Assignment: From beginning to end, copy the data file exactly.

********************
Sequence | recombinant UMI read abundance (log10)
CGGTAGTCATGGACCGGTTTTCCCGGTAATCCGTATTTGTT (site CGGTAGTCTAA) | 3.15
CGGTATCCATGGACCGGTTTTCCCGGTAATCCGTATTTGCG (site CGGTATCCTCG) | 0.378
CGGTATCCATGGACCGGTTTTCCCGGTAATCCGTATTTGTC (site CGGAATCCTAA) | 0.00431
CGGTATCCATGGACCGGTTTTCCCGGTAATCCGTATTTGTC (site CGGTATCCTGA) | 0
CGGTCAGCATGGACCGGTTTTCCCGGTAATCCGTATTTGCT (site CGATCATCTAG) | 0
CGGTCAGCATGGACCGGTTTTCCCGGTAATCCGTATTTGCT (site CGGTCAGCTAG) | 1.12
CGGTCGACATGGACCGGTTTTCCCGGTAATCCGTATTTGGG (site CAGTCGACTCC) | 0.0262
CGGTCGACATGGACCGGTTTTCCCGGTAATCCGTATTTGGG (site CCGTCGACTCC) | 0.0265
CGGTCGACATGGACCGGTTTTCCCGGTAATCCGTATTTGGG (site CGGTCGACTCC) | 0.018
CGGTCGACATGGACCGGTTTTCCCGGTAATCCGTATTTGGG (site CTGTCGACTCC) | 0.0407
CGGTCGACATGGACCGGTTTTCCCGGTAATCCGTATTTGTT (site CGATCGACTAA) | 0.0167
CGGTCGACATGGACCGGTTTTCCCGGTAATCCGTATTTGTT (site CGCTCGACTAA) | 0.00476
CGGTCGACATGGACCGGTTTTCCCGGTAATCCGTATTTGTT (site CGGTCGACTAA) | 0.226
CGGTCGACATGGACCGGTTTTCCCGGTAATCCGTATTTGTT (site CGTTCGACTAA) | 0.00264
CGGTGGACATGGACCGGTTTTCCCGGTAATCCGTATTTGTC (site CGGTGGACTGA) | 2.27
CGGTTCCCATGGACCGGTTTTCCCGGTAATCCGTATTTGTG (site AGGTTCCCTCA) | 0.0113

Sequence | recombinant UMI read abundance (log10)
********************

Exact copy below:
Sequence | recombinant UMI read abundance (log10)
CGGTAGTCATGGACCGGTTTTCCCGGTAATCCGTATTTGTT (site CGGTAGTCTAA) | 3.15
CGGTATCCATGGACCGGTTTTCCCGGTAATCCGTATTTGCG (site CGGTATCCTCG) | 0.378
CGGTATCCATGGACCGGTTTTCCCGGTAATCCGTATTTGTC (site CGGAATCCTAA) | 0.00431
CGGTATCCATGGACCGGTTTTCCCGGTAATCCGTATTTGTC (site CGGTATCCTGA) | 0
CGGTCAGCATGGACCGGTTTTCCCGGTAATCCGTATTTGCT (site CGATCATCTAG) | 0
CGGTCAGCATGGACCGGTTTTCCCGGTAATCCGTATTTGCT (site CGGTCAGCTAG) | 1.12
CGGTCGACATGGACCGGTTTTCCCGGTAATCCGTATTTGGG (site CAGTCGACTCC) | 0.0262
CGGTCGACATGGACCGGTTTTCCCGGTAATCCGTATTTGGG (site CCGTCGACTCC) | 0.0265
CGGTCGACATGGACCGGTTTTCCCGGTAATCCGTATTTGGG (site CGGTCGACTCC) | 0.018
CGGTCGACATGGACCGGTTTTCCCGGTAATCCGTATTTGGG (site CTGTCGACTCC) | 0.0407
CGGTCGACATGGACCGGTTTTCCCGGTAATCCGTATTTGTT (site CGATCGACTAA) | 0.0167
CGGTCGACATGGACCGGTTTTCCCGGTAATCCGTATTTGTT (site CGCTCGACTAA) | 0.00476
CGGTCGACATGGACCGGTTTTCCCGGTAATCCGTATTTGTT (site CGGTCGACTAA) | 0.226
CGGTCGACATGGACCGGTTTTCCCGGTAATCCGTATTTGTT (site CGTTCGACTAA) | 0.00264
CGGTGGACATGGACCGGTTTTCCCGGTAATCCGTATTTGTC (site CGGTGGACTGA) | 2.27
CGGTTCCCATGGACCGGTTTTCCCGGTAATCCGTATTTGTG (site AGGTTCCCTCA) | 0.0113

Sequence | recombinant UMI read abundance (log10)